View across pond towards Martin Luther church and town hall
|Coordinates: 51°4′35″N 12°54′15″E / 51.07639°N 12.90417°ECoordinates: 51°4′35″N 12°54′15″E / 51.07639°N 12.90417°E|
|• Total||29.93 km2 (11.56 sq mi)|
|• Density||140/km2 (370/sq mi)|
|Time zone||CET/CEST (UTC+1/+2)|
|Vehicle registration||FG (formerly MW)|
Geringswalde (German pronunciation: [ɡeːʁɪŋsˈvaldə]) is a town in the district of Mittelsachsen, in the Free State of Saxony, Germany. It is situated 12 km northwest of Mittweida, and 27 km north of Chemnitz.
The town was first mentioned in 1233 in a document confirming the establishment of a Benedictine nun's convent as Gerungeswalde as a deserted oppidum together with a destroyed castle . After the Protestant reformation, the convent was dissolved and transformed into a manor. The town was never walled. An orthodox Lutheran school was funded in 1566, but closed again in 1568 due to the founder and the rector being accused of Gnesio-Lutheranism. 134 freeholders were counted in 1587, but in 1764 there were only 36 freeholders and 168 smallholders.
A stream traversing the grounds of the town was dammed in the middle ages, forming a large pond known as Großteich.
Until the 19th century, the economy was chiefly based on agriculture and linen manufacture. After industrialization Geringswalde was known for the production of furniture (mainly chairs and armchairs) and cutting tools. The manor was dissolved after World War II and most of its buildings demolished. Geringswalde was part of Kreis Rochlitz from 1945 to 1994, of Landkreis Mittweida from 1994 to 2008 and belongs now to the Central Saxony administrative district.
In 1949, the neighbouring villages of Hilmsdorf and Klostergeringswalde were incorporated into the town, Altgeringswalde joined in 1994, and in 1999 Aitzendorf (with Dittmannsdorf), Arras, and Holzhausen (with Hoyersdorf and Neuwallwitz) were incorporated.
Traditional occupations were agriculture, weaving of linen, legwear knitting, tannery, and brewing. A stream drove serval watermills. Industrialisation in the 19th century brought large-scale furniture making and metalworking to the town. There were also a brickyard and a cigar factory. The brewery closed in the 1920s.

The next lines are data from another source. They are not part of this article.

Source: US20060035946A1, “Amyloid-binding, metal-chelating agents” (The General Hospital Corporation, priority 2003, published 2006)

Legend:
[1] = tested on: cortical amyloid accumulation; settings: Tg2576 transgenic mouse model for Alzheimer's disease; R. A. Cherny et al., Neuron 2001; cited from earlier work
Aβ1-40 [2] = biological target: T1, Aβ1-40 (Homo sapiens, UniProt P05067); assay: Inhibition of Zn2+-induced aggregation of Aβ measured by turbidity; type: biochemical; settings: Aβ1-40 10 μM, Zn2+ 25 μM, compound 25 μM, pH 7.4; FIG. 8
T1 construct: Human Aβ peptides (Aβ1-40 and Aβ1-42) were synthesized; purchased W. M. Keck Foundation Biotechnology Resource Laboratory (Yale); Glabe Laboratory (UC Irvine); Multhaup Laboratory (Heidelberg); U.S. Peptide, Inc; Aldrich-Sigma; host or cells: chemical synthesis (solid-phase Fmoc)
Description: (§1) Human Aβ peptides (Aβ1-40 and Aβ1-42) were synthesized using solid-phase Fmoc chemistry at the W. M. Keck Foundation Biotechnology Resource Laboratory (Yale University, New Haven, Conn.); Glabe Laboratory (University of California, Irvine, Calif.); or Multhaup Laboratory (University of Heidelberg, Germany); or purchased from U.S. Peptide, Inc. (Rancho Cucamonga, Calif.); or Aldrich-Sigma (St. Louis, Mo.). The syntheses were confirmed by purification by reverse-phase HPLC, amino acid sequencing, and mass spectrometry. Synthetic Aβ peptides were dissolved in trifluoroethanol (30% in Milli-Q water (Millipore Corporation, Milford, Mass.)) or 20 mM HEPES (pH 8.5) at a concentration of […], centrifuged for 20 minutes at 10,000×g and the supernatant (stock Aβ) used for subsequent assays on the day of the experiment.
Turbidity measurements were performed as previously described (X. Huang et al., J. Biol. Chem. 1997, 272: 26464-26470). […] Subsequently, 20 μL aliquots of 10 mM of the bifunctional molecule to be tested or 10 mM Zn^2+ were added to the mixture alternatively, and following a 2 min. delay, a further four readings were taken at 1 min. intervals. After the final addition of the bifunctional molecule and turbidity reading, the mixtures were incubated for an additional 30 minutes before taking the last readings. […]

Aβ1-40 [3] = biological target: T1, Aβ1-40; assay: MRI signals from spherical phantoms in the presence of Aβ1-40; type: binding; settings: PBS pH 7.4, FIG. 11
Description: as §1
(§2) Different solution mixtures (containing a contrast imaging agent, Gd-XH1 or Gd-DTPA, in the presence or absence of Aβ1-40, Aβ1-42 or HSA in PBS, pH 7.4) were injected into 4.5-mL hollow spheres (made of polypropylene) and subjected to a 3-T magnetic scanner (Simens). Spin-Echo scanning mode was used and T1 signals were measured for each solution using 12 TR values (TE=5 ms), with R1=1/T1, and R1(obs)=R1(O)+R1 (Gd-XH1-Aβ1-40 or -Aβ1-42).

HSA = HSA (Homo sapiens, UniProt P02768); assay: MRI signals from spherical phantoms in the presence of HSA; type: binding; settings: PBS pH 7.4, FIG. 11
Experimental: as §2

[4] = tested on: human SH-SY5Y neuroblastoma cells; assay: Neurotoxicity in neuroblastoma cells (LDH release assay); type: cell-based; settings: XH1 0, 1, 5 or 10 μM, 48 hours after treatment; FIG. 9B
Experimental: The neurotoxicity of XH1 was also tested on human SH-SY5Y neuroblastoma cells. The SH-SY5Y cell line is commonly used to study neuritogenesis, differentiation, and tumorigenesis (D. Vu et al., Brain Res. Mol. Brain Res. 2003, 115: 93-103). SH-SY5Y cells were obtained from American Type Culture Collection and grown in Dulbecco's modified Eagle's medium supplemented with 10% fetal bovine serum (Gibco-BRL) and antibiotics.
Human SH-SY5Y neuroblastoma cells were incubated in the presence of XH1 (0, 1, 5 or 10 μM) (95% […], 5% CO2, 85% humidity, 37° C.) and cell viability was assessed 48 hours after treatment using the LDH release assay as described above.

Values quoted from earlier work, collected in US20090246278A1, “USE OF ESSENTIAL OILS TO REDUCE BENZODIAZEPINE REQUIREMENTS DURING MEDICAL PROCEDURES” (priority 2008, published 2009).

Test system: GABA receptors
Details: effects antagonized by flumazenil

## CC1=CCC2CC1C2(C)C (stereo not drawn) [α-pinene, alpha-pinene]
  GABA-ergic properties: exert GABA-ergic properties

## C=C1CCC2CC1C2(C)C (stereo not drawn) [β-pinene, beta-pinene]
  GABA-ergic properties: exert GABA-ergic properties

After World War II until the early 1990s the economy of the town was dominated by tool making, furniture making and the production of hydraulic cylinders. Some smaller factories produced clothes, cosmetics, electronic circuits, animal fodder, and concrete parts. Most factories closed in the early 1990s, but the tradition of metalworking in particular is still continued by several small and medium-sized enterprises. A number of wind turbines has been erected on the heights surrounding the town since the 2000s.
Martin Luther church
Post milestone (restored)
Grave of a fighter in the Napoleonic wars, north of the town
The neogothic Martin Luther church of 1890 replaces a former romanesque church. The neo-baroque town hall was opened in 1905, the school house in neo-renaissance style in 1894. An observation tower named after Frederick Augustus III of Saxony, situated north of the town, opened in 1907.
- Wilfried Stallknecht (born 1928), architect, urban planner and furniture designer
- Roselore Sonntag (born 1934), gymnast, Olympic contender in Rome 1960
- Wolfgang Blochwitz (1941-2005), football goalkeeper, played 19 times for the national team of the GDR
- "Aktuelle Einwohnerzahlen nach Gemeinden 2015] (Einwohnerzahlen auf Grundlage des Zensus 2011)" (PDF). Statistisches Landesamt des Freistaates Sachsen (in German). July 2016.
- "Digitales Historisches Ortsverzeichnis von Sachsen. Geringswalde". Retrieved 2016-04-26.
- Gottfried August Bernhardi (1777). Beytrag zu einer Geschichte des Städtlein Geringswalda und besonders des ehemals dabey gelegenen St. Marien-Klosters, Benedictiner-Ordens.
- "Sächsische Biographie. Wolf II. Herr von Schönburg". Retrieved 2016-04-26.
- Theodor Distel (1879). Der Flacianismus und die Schönburgsche Landesschule zu Geringswalde.